109th Congress Adjourns: Maintains 4.3% O&P Medicare Payment Update
Before adjourning, the 109th Congress cleared a surprising number of health-related bills including several which impact the Medicare and Medicaid programs.
Most notable perhaps, was the massive tax and trade legislation which included in it a freeze in Medicare physician payments for 2007. Under the controversial SGR payment system, physicians were scheduled to receive a 5.0% payment cut in the coming year. The one-year fix also includes a 1.5% bonus payment beginning in July 2007 for those physicians who voluntarily submit data on quality measurements.
Of particular importance to NAAOP and the O&P profession, this legislation would not cut the O&P Medicare fee schedule and, therefore, O&P will maintain its 4.3% payment update in 2007.
The tax and trade legislation also included a one-year extension for the Deficient Reduction Act’s (DRA) therapy cap exception process. Under Medicare, therapy services are technically capped at a certain (and arbitrary) level; however the exception process allows beneficiaries requiring additional services to apply for exceptions to the cap. Additional provisions in the legislation include increases in Medicare dialysis payments, technical corrections to the 2005 DRA, and an extension of Transitional Medical Assistance (TMA) for low-income families transitioning off of Medicaid.
Some of the costs of these provisions are offset by using the 2003 Medicare Modernization Act’s (MMA) “stabilization fund,” originally set up to entice insurance companies to participate in the Medicare prescription drug program. Other cost-saving provisions include a recovery and audit program to identify and collect on inaccurate Medicare overpayments and a reduction in the Medicaid provider taxes ceiling from 6.0% to 5.5%. States often find some Medicaid revenues from taxing hospitals, nursing homes, managed care organizations, and other health care providers. This provider tax provision preempts the Administration’s expected regulations that would have reduced the provider tax limit to 3.0%, severely impacting states’ Medicaid budgets.
Although the final hours of the 109th Congress were extremely busy, many pieces of legislation were left unfinished including the fiscal year (FY) 2007 Labor-HHS-Education appropriations bill. The 109th Congress postponed action on this, and eight other spending bills, by passing a continuing resolution (CR) into February, 2007. However, on Monday, December 11th, incoming House and Senate Appropriations Chairmen David Obey (D-WI) and Robert Byrd (D-WV) stated that they will attempt to pass a CR for the remainder of the FY 2007 appropriations cycle, which ends September 30, 2007. The year-long continuing resolution, if enacted, would essentially freeze program spending at FY 2006 levels until FY 2008.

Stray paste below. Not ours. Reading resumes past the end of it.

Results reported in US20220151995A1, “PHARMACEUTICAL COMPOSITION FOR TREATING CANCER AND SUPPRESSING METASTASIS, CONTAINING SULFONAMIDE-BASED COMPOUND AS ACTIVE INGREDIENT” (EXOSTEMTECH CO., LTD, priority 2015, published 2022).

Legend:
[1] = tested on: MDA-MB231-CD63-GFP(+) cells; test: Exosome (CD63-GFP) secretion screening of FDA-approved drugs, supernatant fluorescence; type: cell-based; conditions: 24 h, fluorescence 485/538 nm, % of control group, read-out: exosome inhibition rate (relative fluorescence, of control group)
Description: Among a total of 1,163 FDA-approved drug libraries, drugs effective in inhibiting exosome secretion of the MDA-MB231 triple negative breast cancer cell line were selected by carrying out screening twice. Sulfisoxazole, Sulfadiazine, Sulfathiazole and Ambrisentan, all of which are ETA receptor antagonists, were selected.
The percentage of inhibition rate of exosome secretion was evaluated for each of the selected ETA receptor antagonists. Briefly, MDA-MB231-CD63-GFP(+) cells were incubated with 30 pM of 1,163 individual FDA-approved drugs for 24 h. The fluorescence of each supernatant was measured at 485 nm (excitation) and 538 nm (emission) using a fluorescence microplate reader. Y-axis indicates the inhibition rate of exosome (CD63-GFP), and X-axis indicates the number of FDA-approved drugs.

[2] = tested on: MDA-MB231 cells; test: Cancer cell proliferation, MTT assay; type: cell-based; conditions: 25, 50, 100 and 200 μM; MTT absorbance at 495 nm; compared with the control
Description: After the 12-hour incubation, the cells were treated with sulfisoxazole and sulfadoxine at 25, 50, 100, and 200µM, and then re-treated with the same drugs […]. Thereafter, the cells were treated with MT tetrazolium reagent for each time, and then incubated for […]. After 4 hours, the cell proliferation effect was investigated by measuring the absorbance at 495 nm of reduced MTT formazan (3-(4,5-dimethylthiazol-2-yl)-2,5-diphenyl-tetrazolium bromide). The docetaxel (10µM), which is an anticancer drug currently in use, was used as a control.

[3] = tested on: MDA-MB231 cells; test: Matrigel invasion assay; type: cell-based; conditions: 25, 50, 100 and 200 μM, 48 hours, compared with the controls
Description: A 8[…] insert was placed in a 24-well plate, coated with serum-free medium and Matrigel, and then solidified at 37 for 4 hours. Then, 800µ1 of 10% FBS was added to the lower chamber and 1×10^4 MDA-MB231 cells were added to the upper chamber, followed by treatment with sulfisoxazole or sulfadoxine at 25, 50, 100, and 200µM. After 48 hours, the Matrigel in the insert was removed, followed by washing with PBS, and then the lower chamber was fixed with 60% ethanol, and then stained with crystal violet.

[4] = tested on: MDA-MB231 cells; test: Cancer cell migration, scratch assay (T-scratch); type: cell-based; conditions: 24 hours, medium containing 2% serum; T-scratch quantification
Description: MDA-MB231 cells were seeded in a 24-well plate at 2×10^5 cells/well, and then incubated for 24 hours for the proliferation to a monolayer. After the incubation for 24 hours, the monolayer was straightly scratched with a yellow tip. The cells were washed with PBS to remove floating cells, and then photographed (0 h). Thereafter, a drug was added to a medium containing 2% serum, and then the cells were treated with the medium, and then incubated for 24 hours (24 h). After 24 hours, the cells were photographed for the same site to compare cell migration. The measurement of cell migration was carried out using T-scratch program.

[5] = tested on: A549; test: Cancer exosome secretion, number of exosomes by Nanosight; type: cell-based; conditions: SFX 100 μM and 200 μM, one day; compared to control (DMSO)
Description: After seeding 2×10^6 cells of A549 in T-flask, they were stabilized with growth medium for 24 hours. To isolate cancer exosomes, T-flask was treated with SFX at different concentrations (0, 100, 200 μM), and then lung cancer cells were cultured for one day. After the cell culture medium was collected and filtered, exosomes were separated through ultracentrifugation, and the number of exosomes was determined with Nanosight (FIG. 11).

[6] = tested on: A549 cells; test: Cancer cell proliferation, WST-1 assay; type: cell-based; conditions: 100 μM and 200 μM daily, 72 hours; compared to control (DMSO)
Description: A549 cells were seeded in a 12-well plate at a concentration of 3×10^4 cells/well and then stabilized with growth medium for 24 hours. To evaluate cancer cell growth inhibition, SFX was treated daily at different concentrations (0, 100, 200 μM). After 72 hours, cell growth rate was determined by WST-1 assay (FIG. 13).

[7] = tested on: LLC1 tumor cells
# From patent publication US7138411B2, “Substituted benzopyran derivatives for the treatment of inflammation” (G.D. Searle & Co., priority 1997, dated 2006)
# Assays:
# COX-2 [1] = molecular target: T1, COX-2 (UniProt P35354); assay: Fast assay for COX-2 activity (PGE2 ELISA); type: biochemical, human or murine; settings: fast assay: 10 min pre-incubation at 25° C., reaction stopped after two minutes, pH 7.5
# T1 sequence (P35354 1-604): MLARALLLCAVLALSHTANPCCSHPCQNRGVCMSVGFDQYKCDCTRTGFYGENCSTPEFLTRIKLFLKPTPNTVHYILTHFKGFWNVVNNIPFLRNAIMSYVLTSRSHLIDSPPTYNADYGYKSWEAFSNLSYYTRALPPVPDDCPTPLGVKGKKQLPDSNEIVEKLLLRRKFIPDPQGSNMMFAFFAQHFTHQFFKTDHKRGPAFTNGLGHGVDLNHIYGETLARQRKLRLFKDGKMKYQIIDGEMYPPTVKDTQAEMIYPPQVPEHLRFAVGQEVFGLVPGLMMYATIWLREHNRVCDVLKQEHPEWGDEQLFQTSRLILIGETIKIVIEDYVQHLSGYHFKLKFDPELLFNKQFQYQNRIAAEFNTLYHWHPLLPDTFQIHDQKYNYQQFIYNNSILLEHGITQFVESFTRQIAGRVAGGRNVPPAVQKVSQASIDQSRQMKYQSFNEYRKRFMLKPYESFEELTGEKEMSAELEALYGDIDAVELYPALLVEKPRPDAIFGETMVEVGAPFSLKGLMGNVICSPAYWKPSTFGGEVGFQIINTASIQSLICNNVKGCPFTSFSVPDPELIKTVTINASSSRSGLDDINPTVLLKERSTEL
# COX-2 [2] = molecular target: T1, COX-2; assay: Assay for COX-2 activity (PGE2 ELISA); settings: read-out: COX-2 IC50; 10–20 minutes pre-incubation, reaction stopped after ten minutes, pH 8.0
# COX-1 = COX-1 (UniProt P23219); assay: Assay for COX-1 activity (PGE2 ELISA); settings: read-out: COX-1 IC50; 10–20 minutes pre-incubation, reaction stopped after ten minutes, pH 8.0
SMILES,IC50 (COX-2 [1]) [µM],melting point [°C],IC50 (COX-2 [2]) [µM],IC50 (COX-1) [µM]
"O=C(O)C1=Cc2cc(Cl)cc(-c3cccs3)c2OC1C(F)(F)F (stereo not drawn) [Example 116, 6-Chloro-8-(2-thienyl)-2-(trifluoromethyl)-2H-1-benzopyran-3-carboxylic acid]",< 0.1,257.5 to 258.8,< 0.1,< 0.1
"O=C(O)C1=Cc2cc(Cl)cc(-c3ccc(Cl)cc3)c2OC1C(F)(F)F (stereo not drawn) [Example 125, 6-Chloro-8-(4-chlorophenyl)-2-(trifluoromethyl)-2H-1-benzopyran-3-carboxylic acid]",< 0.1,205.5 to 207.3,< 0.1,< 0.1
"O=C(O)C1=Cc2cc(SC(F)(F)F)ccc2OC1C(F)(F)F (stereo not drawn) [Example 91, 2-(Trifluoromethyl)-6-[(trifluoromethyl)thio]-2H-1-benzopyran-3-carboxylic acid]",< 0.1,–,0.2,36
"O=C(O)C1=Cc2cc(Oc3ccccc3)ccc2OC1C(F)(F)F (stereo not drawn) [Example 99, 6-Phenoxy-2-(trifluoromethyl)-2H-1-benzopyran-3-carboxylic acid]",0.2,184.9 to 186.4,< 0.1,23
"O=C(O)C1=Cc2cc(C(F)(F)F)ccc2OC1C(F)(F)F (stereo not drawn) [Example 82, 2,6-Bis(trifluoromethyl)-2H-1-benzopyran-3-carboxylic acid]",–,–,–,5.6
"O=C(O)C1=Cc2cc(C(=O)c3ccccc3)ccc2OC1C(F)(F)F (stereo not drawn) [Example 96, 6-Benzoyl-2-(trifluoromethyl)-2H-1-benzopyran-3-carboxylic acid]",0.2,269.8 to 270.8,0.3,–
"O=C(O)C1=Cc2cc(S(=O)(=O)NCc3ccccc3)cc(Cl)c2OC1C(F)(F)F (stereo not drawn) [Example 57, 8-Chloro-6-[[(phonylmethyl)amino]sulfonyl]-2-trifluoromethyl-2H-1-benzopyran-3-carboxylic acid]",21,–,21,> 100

Another last-minute legislative package set to be enacted, would impact HIV/AID funding, the National Institutes of Health (NIH), and State Children’s Health Insurance Programs (SCHIP). Among the top priorities of outgoing House Energy and Commerce Committee Chairman, Joe Barton (R-TX), was reauthorization legislation for the NIH. Chairman Barton’s NIH reauthorization bill will significantly restructure the agency and create a common fund to be used for cross-cutting research between centers. Meanwhile, last week Senate HELP Committee Chairman Michael Enzi (R-WY) and Ranking Member Edward Kennedy (D-MA) were pushing the House to clear the Senate-passed Ryan White Care Act Reauthorization legislation which provides funding for low-income individuals with HIV/AIDS. And, HELP Bioterrorism and Public Health Preparedness Subcommittee Chairman, Richard Burr (R-NC), was also pushing the House to pass his Senate-approved reauthorization of the 2001 bioterrorism law.
The four lawmakers crafted a deal during the 109th Congress’ final hours that combined the three bills. However, as part of the deal in the Senate, lawmakers attached a provision which allowed for redistribution of surplus 2004 and some 2005 State Children’s Health Insurance Plans (SCHIP) funding (which were set to expire) to states with SCHIP shortfalls in 2007. The legislation was approved by both Chambers just prior to adjournment and now heads to the President for his signature.
The Medicare physician payment freeze, included in the recent tax and trade legislation, proved extremely important to NAAOP members, as O&P will now receive a 4.3% update in calendar year 2007. However, Medicare provider payment rates, as well as many other important Medicare and Medicaid issues, are likely to be debated again in the 110th Congress, set to convene on January 4, 2007.
We will keep you updated as developments occur.
Compiled by Peter W. Thomas, NAAOP General Counsel Emily A. Niederman, Legislative Director, Powers, Pyles, Sutter & Verville